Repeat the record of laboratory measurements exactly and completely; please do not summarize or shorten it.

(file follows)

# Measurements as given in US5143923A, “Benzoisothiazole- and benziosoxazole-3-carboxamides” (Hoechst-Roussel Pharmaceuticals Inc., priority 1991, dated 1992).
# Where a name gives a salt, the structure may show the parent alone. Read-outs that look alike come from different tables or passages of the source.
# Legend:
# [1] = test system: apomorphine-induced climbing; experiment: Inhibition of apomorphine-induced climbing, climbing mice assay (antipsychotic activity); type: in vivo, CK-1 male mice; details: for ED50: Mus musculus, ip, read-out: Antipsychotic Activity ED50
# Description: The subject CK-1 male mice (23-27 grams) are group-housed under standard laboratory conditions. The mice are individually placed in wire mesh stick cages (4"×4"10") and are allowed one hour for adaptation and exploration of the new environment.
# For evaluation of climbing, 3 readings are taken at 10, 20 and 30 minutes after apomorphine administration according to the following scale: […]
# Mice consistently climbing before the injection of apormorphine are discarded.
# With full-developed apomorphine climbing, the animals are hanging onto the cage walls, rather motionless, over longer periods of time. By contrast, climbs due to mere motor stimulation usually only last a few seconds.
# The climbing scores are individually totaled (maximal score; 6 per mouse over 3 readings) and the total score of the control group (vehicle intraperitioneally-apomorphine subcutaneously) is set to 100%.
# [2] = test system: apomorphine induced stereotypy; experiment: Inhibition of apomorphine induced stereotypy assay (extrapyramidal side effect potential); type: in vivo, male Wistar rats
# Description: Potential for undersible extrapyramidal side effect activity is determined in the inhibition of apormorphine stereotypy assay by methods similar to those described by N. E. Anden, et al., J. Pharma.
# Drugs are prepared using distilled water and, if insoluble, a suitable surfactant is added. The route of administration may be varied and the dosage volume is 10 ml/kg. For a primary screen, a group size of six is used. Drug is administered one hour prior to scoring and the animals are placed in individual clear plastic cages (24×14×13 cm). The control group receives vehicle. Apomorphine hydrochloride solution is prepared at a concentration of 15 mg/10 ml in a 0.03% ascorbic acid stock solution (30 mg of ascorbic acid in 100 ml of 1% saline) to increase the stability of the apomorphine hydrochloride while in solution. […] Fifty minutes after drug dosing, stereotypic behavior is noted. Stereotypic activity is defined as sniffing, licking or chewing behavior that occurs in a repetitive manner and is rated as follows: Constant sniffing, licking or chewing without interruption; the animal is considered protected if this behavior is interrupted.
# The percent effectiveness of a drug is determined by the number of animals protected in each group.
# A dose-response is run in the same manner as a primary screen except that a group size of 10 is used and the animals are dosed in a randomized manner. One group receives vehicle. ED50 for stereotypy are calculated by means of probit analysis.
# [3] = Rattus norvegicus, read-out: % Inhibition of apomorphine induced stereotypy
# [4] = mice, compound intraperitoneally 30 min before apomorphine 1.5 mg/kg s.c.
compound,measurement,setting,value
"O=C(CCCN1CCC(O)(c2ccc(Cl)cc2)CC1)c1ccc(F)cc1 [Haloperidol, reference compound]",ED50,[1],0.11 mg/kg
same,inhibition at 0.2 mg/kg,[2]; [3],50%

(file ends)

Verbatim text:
# Measurements as given in US5143923A, “Benzoisothiazole- and benziosoxazole-3-carboxamides” (Hoechst-Roussel Pharmaceuticals Inc., priority 1991, dated 1992).
# Where a name gives a salt, the structure may show the parent alone. Read-outs that look alike come from different tables or passages of the source.
# Legend:
# [1] = test system: apomorphine-induced climbing; experiment: Inhibition of apomorphine-induced climbing, climbing mice assay (antipsychotic activity); type: in vivo, CK-1 male mice; details: for ED50: Mus musculus, ip, read-out: Antipsychotic Activity ED50
# Description: The subject CK-1 male mice (23-27 grams) are group-housed under standard laboratory conditions. The mice are individually placed in wire mesh stick cages (4"×4"10") and are allowed one hour for adaptation and exploration of the new environment.
# For evaluation of climbing, 3 readings are taken at 10, 20 and 30 minutes after apomorphine administration according to the following scale: […]
# Mice consistently climbing before the injection of apormorphine are discarded.
# With full-developed apomorphine climbing, the animals are hanging onto the cage walls, rather motionless, over longer periods of time. By contrast, climbs due to mere motor stimulation usually only last a few seconds.
# The climbing scores are individually totaled (maximal score; 6 per mouse over 3 readings) and the total score of the control group (vehicle intraperitioneally-apomorphine subcutaneously) is set to 100%.
# [2] = test system: apomorphine induced stereotypy; experiment: Inhibition of apomorphine induced stereotypy assay (extrapyramidal side effect potential); type: in vivo, male Wistar rats
# Description: Potential for undersible extrapyramidal side effect activity is determined in the inhibition of apormorphine stereotypy assay by methods similar to those described by N. E. Anden, et al., J. Pharma.
# Drugs are prepared using distilled water and, if insoluble, a suitable surfactant is added. The route of administration may be varied and the dosage volume is 10 ml/kg. For a primary screen, a group size of six is used. Drug is administered one hour prior to scoring and the animals are placed in individual clear plastic cages (24×14×13 cm). The control group receives vehicle. Apomorphine hydrochloride solution is prepared at a concentration of 15 mg/10 ml in a 0.03% ascorbic acid stock solution (30 mg of ascorbic acid in 100 ml of 1% saline) to increase the stability of the apomorphine hydrochloride while in solution. […] Fifty minutes after drug dosing, stereotypic behavior is noted. Stereotypic activity is defined as sniffing, licking or chewing behavior that occurs in a repetitive manner and is rated as follows: Constant sniffing, licking or chewing without interruption; the animal is considered protected if this behavior is interrupted.
# The percent effectiveness of a drug is determined by the number of animals protected in each group.
# A dose-response is run in the same manner as a primary screen except that a group size of 10 is used and the animals are dosed in a randomized manner. One group receives vehicle. ED50 for stereotypy are calculated by means of probit analysis.
# [3] = Rattus norvegicus, read-out: % Inhibition of apomorphine induced stereotypy
# [4] = mice, compound intraperitoneally 30 min before apomorphine 1.5 mg/kg s.c.
compound,measurement,setting,value
"O=C(CCCN1CCC(O)(c2ccc(Cl)cc2)CC1)c1ccc(F)cc1 [Haloperidol, reference compound]",ED50,[1],0.11 mg/kg
same,inhibition at 0.2 mg/kg,[2]; [3],50%